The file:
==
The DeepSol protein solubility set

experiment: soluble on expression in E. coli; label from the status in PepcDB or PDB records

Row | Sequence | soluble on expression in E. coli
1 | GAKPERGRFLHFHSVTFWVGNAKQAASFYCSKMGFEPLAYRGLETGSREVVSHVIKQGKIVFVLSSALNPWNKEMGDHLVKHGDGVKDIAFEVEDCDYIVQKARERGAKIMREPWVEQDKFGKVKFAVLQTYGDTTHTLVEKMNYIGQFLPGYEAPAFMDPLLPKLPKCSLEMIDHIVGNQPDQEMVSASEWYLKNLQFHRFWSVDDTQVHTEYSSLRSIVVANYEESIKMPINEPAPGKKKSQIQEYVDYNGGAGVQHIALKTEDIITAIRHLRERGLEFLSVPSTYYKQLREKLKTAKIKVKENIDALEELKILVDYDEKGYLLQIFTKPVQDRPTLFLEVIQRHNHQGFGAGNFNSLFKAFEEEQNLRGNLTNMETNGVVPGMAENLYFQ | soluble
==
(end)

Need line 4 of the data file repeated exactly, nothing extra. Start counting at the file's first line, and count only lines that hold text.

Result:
1 | GAKPERGRFLHFHSVTFWVGNAKQAASFYCSKMGFEPLAYRGLETGSREVVSHVIKQGKIVFVLSSALNPWNKEMGDHLVKHGDGVKDIAFEVEDCDYIVQKARERGAKIMREPWVEQDKFGKVKFAVLQTYGDTTHTLVEKMNYIGQFLPGYEAPAFMDPLLPKLPKCSLEMIDHIVGNQPDQEMVSASEWYLKNLQFHRFWSVDDTQVHTEYSSLRSIVVANYEESIKMPINEPAPGKKKSQIQEYVDYNGGAGVQHIALKTEDIITAIRHLRERGLEFLSVPSTYYKQLREKLKTAKIKVKENIDALEELKILVDYDEKGYLLQIFTKPVQDRPTLFLEVIQRHNHQGFGAGNFNSLFKAFEEEQNLRGNLTNMETNGVVPGMAENLYFQ | soluble